Video Games And Rock Climbing, Together At Last

My two favourite things in this world are video games and rock climbing.

Now some goddamn wizard has found a way to merge the two. I will find this man and I will bear his children.

Developer Jon Cheng and the company Randori is behind this insane scheme, which is essentially an augmented reality game that projects points of contact onto a climbing wall. The point of the game is simple: hit these specific points as quickly as possible. It looks pretty crazy.

Jon Cheng explains:

"My first thought was what if I could take an entire bouldering wall and turn it into an interactive video game? That's the question I asked myself leading up to last week's Brooklyn Boulders Community night. This was the result."

As a climber myself, this is super interesting, It skews towards speed climbing, obviously, which is a very niche style of climbing — and one I don't particularly enjoy that much — but it looks like an insane amount of fun. A huge part of the fun I have with climbing is the social aspect: getting a group of friends together and attempting stupid/fun stuff on the wall. This kind of program could take that to a whole new level.

"When I began this project, I started out with a few criteria," says Cheng. "I wanted to create a game that made people think about climbing and wall usage in new ways. To make it more accessible, I needed to make sure that the movements players would use were varied enough that climbers of all sizes and skill levels could play. I also needed to be able to mold the game mechanics to the holds that were already on the wall. Last, I wanted an arcade style high score board so that the people who wanted to compete could try to battle for the top score."

What's interesting about the video above is the different body movements and techniques the players are using to try and outdo each other. That sort of plays on the creativity of rock climbing, which is a huge part of what makes it so enjoyable.

I love this. I want it in my life immediately.


    You could do a low tech version of this with a projector. Added touch of complexity, someone click them 'off' the wall with the computer hooked up to it.

    Even lower tech version - stopwatch and chalk on the wall :P

    edit - have you ever played GIRP?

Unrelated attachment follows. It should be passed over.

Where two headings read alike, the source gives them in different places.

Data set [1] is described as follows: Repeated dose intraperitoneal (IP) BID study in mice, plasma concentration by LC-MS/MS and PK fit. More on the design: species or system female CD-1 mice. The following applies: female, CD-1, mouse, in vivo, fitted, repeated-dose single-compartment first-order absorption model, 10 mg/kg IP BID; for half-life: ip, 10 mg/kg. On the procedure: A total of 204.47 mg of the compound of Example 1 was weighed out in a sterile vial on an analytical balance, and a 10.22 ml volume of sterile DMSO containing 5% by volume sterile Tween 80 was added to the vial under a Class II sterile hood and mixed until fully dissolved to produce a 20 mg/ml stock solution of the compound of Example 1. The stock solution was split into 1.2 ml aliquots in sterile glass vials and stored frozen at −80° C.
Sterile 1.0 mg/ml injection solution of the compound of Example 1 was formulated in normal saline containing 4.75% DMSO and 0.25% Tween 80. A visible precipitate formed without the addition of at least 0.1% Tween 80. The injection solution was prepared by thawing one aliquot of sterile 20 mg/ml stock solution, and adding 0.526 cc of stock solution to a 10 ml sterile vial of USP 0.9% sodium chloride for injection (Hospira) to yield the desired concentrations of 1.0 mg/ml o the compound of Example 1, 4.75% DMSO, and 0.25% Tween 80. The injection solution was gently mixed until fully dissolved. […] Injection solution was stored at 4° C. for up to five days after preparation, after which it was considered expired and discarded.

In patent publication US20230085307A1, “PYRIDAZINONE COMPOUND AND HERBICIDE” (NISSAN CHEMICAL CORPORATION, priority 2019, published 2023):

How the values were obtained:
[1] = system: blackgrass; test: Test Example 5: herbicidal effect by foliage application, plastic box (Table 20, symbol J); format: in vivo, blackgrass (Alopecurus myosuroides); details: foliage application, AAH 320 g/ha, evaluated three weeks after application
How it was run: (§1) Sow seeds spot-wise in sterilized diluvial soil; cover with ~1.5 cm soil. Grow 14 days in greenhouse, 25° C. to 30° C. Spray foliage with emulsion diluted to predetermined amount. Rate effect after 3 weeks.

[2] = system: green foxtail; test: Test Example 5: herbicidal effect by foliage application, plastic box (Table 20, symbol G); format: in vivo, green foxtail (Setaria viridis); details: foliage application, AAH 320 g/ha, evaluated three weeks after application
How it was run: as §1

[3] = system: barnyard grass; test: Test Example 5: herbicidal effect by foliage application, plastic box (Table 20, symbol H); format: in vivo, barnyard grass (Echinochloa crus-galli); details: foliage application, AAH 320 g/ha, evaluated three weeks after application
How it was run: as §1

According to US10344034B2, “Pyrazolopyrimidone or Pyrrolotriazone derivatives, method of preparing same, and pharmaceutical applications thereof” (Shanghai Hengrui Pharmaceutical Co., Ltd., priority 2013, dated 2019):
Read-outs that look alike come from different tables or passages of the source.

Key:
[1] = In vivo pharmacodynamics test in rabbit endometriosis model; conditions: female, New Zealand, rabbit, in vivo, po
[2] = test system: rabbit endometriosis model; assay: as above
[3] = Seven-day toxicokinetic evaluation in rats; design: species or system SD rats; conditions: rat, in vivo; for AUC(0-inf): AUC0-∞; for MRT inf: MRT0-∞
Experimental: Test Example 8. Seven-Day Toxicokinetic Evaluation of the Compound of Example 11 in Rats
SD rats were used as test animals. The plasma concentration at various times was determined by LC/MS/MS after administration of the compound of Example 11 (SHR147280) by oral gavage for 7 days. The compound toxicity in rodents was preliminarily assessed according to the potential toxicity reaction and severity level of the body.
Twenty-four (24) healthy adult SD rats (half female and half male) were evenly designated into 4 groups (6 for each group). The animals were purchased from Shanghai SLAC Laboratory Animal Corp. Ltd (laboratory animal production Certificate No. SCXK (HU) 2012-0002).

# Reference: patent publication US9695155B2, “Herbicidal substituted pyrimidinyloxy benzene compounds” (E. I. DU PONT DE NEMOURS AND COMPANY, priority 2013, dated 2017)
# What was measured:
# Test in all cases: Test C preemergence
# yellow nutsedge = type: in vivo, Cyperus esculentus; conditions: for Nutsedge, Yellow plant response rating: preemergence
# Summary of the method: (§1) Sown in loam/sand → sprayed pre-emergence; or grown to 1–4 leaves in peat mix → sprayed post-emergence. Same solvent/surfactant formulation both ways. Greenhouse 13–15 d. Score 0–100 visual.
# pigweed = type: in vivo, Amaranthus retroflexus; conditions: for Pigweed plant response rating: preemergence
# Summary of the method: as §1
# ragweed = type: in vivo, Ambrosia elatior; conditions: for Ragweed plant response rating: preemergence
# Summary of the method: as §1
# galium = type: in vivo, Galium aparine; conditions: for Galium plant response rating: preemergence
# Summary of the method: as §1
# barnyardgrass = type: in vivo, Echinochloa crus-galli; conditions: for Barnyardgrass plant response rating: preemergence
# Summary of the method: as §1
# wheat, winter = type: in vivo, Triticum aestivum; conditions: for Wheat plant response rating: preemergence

Last edited 09/02/16 10:26 am

    Something like this that tracked and pointed out/marked off holds as you used them would be great for learners.

    My two favourite things in this world are video games and rock climbing.

    So like... who comes in third, the wife or the children?

      Writing, I think.

        Ouch, the family doesn't even get a podium finish

        INCORRECT -

          Good point, very well made.

          1) Video Games
          2) Rock climbing
          3) Porridge (blood optional)
          4) Writing (mainly about the above)

          and I've just remembered this:

          5) UFC

            I also feel like IRN BRU needs a mention.

            Truly, the Serrels is a deep and complicated creature.

              ...ah, the orange fizzyness. Mmmmmm Irn Bru. :)

    That is awesome,
    brisbane has nothing on the gym's at Brooklyn Boulders in NY. damn.

    Pretty awesome. Since it's digital it wouldn't be too hard to add more modes, have some based on skill with difficulty of handholds to be used or ones that award more points for extra height etc rather than speed based.

    This is pretty cool for high-end climbers, but I think I'd prefer to see this tech applied to better training for Rock Climbing, rather than just speed-running. You could imagine a silhouette projected on the wall to explain things like the correct form and positioning for a certain hold, or when and when not to flag.

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